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Coal companies claim they are not there for Wyoming miners

CODY — Don’t bite the hand that feeds you is a cliché that simply means someone is ungrateful or unappreciative.

About 250 representatives of the mining industry, from coal to uranium, gathered Thursday in Cody for the annual meeting of the Wyoming Mining Association to discuss the crushing policy attacks from Washington, D.C., that could one day halt coal mining in the energy-rich Powder region destroy. River Basin and effectively destroy the region’s economy.

On Thursday, the buzz on the sidelines of the convention was caused by another opponent.

Some discussed criticism of coal producers for not attending a public meeting of the Campbell County Board of Commissioners two days earlier to discuss opposition to a Bureau of Land Management (BLM) proposal to limit future coal leasing on public lands in the United states to end. PRB by 2041.

Travis Deti, executive director of the Wyoming Mining Association, said his trade group of mining companies began holding their annual meeting in Cody on the same day as the public hearing in Gillette. The scheduling conflict made it difficult to represent the industry in both places at the same time.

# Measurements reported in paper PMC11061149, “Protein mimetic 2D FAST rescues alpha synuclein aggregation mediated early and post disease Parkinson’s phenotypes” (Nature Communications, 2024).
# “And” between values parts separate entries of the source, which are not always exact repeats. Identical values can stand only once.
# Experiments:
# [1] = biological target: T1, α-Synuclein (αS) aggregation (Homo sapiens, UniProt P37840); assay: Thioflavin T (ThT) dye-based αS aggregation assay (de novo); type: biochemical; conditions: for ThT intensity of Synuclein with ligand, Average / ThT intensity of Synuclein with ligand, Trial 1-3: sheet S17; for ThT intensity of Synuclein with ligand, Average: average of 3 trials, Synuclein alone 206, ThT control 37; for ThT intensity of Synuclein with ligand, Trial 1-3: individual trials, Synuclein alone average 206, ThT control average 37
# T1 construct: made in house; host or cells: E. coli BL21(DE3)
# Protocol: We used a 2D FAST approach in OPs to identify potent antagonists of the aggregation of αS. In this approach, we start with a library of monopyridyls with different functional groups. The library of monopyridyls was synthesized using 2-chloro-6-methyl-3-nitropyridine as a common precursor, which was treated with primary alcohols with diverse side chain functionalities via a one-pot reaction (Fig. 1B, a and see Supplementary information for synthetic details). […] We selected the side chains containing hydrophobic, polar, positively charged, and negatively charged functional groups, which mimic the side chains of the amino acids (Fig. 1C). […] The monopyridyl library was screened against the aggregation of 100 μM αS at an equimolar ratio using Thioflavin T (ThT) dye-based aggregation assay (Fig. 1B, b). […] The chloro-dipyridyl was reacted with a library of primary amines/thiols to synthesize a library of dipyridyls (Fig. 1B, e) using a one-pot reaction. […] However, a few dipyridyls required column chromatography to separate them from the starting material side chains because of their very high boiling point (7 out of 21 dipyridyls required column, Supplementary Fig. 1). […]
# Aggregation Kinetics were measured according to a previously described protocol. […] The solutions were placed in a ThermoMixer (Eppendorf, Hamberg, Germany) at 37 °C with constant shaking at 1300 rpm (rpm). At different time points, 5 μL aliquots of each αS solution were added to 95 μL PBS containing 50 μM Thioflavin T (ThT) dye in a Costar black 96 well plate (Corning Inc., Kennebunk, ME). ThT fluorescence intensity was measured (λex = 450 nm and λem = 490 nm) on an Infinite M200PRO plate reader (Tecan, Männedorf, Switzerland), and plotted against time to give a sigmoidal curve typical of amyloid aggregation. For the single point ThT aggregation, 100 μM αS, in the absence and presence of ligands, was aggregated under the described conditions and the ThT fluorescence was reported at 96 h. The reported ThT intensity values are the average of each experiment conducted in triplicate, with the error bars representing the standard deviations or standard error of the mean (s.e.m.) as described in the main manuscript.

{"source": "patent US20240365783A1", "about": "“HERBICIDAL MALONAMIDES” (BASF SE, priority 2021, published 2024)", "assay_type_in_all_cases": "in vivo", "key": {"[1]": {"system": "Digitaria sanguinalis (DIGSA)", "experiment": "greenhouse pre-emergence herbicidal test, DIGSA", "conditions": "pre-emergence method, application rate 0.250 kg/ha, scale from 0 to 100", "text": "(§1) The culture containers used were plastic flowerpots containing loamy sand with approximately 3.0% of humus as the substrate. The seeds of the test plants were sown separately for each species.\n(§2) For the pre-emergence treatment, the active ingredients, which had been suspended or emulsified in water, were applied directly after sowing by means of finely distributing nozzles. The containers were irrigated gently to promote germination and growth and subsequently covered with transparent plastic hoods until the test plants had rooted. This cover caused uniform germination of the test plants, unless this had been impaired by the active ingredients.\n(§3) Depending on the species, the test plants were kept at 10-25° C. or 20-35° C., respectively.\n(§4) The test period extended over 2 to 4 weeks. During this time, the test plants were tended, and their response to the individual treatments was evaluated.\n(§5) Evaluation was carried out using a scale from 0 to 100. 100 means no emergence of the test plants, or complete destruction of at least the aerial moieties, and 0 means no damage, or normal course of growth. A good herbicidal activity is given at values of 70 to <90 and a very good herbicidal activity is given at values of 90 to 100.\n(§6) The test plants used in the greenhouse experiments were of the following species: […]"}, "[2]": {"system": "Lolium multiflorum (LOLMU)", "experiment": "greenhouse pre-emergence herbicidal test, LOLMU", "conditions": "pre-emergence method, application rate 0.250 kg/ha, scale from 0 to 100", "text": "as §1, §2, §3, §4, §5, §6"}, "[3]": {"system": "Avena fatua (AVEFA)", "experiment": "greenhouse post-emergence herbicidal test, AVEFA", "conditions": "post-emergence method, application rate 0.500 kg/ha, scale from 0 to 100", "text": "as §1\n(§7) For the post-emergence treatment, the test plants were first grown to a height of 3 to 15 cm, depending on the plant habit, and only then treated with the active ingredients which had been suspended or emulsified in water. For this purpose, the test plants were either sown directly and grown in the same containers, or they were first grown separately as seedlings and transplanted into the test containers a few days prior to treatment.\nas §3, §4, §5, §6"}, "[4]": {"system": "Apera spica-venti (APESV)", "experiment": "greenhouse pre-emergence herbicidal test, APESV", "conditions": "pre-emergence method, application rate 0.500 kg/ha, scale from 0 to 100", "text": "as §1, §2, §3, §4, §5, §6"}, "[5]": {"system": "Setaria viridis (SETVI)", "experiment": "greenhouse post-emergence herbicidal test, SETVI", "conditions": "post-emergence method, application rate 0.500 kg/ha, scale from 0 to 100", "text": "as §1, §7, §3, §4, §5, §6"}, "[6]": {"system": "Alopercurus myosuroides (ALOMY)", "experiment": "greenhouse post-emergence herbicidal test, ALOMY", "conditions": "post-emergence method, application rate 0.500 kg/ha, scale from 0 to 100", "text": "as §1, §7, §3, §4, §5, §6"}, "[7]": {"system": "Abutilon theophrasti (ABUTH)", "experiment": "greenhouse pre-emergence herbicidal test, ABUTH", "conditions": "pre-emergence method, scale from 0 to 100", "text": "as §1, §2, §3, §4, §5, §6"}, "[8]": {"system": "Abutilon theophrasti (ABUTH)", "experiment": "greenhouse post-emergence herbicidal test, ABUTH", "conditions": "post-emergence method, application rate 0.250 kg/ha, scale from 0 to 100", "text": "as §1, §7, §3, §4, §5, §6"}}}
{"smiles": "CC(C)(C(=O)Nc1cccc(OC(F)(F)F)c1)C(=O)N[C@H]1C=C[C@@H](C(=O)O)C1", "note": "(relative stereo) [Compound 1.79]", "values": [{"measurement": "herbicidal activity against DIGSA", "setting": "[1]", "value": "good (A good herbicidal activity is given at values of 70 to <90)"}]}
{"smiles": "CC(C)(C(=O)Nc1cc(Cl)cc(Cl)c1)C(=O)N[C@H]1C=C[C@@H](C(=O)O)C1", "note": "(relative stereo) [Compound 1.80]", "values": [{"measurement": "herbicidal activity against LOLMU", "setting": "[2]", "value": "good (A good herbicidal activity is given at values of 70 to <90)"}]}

“It’s a bit unfair to suggest that the coal industry isn’t involved,” Deti said. “The industry has been fully involved at every level, not just in the BLM fights, but in a host of other federal actions aimed at killing the industry.”

The coal industry is not lukewarm in its battle tactics, he said.

“We are using every available tool at our disposal, and we are all in this fight together,” Deti said.

The first salvo

The rumor that the coal industry was afraid to attend the public hearing of the Campbell County Board of Commissioners in Gillette, Wyoming, stemmed from comments made at the meeting by Commission Chairman Del Shelstad.

He was shocked to see that no one from the coal industry raised a hand to indicate their presence at the meeting when he asked if there were any coal representatives in the crowd of 30 people on Tuesday.

“I think it’s a damn shame that the coal producers aren’t here fighting — if for nothing else than their workers have the right to say, ‘We’re here fighting for your jobs,’” Shelstad said.

“They’ll probably have a strategy that takes a slightly different approach than this one, and I’m fine with that, but it’s really embarrassing that we can’t get them here to make a public comment and take the fight to us . ,” he said.

In comments to Cowboy State Daily after Tuesday’s meeting, Shelstad had even sharper comments for coal executives.